‘Pete’ aged 72: Had a history of minor offences and short sentences of less than 12 months. Contacted Restore prior to release as he had complex care needs, with no clothing of his own and nowhere to stay when he left prison. In accordance with the Care Act 2014, the Local Authority Adult Social Services assessed him in prison as being unable to care for himself and issued him with a care plan and referred him to the Local Authority in another area where he was residing prior to sentencing. A Restore Volunteer Support Worker met him at the gate with new clothes but ‘Pete’ had no care plan paperwork or healthcare summary; he was then accompanied on the train to his hometown. Local Adult Social Services refused to accept his previous care plan in order to provide him with emergency accommodation – despite the referral from the other local Authority. Restore found him temporary rented accommodation and provided care support but was unable to deal with his personal care needs. As result of Restore advocacy, on ‘Pete’s’ behalf, Adult Social Services carried out a fresh assessment and arranged supported housing for him four weeks after his release from prison. Restore continues to offer ongoing befriending and care support to enable him to live independently in the community.
‘Sam’ aged 57: Confined to wheelchair with no Local Authority care plan, no clothes of his own when released and no transport to help him. A Restore Support Network worker saw him prior to release and produced his personal care plan. ‘Sam’ was met at the gate and handed new clothing, then taken to hostel over 60 miles away.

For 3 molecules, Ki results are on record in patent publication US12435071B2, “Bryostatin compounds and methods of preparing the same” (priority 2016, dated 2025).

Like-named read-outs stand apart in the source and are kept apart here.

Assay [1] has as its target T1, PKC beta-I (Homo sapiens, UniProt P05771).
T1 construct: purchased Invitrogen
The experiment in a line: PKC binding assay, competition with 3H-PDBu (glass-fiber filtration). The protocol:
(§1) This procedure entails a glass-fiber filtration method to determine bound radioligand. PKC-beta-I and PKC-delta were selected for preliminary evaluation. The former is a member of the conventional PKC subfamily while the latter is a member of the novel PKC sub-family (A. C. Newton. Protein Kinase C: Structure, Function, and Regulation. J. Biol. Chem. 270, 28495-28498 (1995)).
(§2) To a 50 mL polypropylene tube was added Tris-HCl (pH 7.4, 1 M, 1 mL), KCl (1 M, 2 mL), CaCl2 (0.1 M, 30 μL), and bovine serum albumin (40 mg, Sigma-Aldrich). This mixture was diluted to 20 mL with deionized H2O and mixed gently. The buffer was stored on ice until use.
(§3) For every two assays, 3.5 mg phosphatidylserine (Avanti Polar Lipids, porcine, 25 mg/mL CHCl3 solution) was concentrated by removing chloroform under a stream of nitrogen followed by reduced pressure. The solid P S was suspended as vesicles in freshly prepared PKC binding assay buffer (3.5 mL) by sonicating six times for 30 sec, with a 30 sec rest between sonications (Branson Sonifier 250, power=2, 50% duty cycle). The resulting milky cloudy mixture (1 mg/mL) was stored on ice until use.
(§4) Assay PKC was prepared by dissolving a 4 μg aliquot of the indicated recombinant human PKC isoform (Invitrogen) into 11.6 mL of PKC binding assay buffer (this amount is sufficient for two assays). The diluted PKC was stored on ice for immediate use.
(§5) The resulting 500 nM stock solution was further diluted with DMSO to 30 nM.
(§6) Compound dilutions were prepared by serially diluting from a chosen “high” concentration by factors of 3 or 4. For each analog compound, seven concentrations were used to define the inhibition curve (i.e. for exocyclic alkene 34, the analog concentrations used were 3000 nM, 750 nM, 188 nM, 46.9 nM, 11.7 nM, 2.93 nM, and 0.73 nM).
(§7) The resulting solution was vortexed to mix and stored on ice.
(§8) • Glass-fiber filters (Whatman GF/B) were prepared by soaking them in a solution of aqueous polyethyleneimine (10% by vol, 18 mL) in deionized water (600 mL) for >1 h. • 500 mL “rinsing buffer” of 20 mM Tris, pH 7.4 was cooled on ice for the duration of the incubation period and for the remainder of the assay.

‘Marie’ aged 56: Had no criminal record until the loss of her husband. Life began to fall apart with mounting debts leading to drink-related problems and community sentences followed by short prison sentences. Restore produced her a personal care plan ready to take with her on release. This included help in getting permanent housing arranged. A local Restore Volunteer then provided ongoing befriending support. ’Marie’ has not re-offended one year since her release and plans to become a Peer Worker.
Since becoming a charity Restore Support Network has developed a team of Peer Befrienders and Enhanced DBS checked volunteer workers who have no criminal record, to support older offenders with care and resettlement needs. Our success can be summarised in one word: ‘commitment’ - to our Vision and Core Values by our growing band of workers as well as our service users. This is a commitment of time and effort to change lives. It is a commitment of going on a journey together. Our learning is refined over time and informs our experiences. This in turn guides us in adapting our services that will meet the needs of our service users and respond to the growing challenges we face together.